¶ 38 Here, Austin alleged that the Ettls failed to timely inform him of the known potential LIDs and LID assessments against his property, the benefit to the Ettls retained at his expense equals the subsequent assessments against his property, and the Ettls' retention of this benefit was unjust. Whether evidence supporting these allegations of an unjust benefit to the Ettls exists remains an issue of fact that could not be resolved on a.CR 12(b)(6) motion. Whether Austin can show sufficient evidence of the elements of unjust enrichment could be decided on remand.
¶ 39 Because our Supreme Court has directed that the independent duty doctrine applies in real estate transactions, I would reverse dismissal of Austin's claims and remand for further proceedings.
1. LID is “a financial instrument that provides a long-term payment plan, with relatively low interest rates, which allows property owners to upgrade various infrastructure in their neighborhood. Such improvements may include: permanent street and alley paving; streetlight installation; sanitary sewer extensions; and the undergrounding of overhead utility wires in view-sensitive areas.” See http://www. cityoftacoma.org/Page.aspx?nid=1867 (last visited Sept. 18, 2012).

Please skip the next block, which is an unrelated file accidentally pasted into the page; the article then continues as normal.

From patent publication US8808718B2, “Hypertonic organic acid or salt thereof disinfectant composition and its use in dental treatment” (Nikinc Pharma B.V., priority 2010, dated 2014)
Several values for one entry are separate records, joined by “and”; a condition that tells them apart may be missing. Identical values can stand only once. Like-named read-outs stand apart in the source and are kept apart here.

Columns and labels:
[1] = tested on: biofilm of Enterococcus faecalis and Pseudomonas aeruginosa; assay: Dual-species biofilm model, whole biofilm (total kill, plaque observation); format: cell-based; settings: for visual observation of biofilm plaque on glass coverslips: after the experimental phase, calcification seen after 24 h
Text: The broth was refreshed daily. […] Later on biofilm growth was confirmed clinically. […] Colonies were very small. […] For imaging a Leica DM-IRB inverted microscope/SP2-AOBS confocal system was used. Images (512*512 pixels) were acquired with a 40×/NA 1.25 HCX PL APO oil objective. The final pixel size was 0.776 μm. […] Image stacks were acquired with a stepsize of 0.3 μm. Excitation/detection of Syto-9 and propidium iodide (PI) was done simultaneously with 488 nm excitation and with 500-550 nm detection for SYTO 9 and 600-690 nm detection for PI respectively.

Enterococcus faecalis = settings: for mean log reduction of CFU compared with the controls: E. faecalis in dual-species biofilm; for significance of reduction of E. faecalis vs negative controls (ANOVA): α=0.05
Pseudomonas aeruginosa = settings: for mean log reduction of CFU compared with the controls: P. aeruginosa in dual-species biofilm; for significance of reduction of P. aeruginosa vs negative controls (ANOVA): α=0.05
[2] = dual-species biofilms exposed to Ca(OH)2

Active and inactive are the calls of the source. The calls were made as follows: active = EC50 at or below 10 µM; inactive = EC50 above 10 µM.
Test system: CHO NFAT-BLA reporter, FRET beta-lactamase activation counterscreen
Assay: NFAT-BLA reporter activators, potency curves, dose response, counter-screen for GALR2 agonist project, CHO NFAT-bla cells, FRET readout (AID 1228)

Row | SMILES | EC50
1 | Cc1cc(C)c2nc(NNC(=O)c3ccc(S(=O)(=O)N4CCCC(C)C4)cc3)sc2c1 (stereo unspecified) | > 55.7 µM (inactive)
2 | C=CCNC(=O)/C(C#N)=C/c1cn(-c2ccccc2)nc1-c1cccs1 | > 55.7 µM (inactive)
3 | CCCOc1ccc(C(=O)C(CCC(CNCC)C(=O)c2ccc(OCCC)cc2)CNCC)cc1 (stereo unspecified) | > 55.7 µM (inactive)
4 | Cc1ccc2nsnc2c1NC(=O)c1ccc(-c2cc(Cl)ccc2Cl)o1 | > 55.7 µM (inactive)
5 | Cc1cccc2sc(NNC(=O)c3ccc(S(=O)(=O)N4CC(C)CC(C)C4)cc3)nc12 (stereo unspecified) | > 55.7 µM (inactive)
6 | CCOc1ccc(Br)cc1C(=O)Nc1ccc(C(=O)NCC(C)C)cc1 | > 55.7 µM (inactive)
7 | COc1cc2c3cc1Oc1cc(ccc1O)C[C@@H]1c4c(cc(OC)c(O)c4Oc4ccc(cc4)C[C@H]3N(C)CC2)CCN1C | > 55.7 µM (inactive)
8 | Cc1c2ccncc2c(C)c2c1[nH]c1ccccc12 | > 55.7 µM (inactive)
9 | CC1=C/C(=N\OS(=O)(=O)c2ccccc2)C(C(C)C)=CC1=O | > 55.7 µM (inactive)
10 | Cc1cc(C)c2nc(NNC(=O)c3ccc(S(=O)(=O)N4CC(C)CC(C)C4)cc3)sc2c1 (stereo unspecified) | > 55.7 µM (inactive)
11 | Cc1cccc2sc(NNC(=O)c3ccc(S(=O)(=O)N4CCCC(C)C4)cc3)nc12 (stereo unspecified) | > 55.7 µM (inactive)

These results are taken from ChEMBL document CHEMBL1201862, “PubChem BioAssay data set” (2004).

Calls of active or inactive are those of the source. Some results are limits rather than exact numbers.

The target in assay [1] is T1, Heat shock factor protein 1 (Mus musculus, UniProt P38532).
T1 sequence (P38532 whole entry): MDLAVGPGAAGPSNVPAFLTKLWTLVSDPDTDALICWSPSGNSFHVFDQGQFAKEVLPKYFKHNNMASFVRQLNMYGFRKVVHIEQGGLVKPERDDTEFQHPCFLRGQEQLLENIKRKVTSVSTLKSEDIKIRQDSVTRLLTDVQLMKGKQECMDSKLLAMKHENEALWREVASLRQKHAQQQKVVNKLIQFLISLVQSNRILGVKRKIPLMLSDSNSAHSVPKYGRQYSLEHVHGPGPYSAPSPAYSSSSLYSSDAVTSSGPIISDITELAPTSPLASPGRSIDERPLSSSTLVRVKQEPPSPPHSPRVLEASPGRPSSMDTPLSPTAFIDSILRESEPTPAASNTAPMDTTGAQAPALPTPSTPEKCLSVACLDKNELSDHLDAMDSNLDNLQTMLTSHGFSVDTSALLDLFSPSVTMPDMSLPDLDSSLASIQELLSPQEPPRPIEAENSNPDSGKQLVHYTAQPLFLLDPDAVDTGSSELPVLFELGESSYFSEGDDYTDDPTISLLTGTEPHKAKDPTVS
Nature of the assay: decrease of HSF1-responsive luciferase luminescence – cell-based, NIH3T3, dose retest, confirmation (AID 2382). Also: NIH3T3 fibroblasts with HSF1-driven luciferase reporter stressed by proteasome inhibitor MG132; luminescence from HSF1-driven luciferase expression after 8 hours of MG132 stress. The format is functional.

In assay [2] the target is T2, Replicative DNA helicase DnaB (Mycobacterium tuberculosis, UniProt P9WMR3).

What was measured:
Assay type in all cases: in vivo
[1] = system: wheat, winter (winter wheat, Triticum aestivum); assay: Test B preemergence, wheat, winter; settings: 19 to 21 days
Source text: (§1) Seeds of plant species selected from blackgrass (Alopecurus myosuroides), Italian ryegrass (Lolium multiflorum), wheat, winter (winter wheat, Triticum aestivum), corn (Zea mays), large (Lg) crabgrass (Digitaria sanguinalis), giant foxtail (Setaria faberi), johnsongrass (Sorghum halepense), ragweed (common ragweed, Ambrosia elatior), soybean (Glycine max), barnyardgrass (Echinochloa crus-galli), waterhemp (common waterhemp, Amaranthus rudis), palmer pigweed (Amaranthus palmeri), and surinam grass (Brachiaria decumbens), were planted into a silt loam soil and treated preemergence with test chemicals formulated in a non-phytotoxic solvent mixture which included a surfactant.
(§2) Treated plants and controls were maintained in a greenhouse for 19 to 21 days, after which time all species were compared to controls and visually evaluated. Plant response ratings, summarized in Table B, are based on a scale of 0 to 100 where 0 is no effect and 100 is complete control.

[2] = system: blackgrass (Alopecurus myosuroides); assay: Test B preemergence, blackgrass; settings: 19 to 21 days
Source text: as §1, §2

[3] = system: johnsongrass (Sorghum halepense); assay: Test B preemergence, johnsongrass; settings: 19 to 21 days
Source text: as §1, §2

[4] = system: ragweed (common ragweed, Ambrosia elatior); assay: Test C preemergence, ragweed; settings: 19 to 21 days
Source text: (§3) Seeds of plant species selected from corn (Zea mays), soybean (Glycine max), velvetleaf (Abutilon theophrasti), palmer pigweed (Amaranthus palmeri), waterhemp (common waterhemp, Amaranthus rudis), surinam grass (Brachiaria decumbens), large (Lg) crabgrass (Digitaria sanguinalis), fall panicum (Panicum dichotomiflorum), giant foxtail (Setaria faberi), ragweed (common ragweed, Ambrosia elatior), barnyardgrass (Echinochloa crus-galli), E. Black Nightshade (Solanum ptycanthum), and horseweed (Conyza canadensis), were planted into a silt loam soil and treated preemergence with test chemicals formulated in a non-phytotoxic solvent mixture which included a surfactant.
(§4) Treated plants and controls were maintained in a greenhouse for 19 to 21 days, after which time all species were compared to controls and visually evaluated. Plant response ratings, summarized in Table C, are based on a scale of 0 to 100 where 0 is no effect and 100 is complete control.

2. Austin also argues that the trial court inappropriately treated the Ettls' CR 12(b)(6) motion as a motion for summary judgment. We do not address this claim as our independent review of the record reveals that it is entirely unfounded.
3. The Ettls submitted the REPSA to the trial court in a motion for attorney fees after the trial court ruled on the motion to dismiss. Accordingly, the trial court did not consider the REPSA's terms as part of the motion to dismiss.
4. Austin did not include the disclosure form in the record on appeal.
5. Former RCW 64.06.020(1) provides,In a transaction for the sale of improved residential real property, the seller shall, unless the buyer has expressly waived the right to receive the disclosure statement under RCW 64.06.010, or unless the transfer is otherwise exempt under RCW 64.06.010, deliver to the buyer a completed [Form 17] in the following format and that contains, at a minimum, the following information:․I. SELLER'S DISCLOSURES:․․ *H. Are there any pending or existing assessments against the property?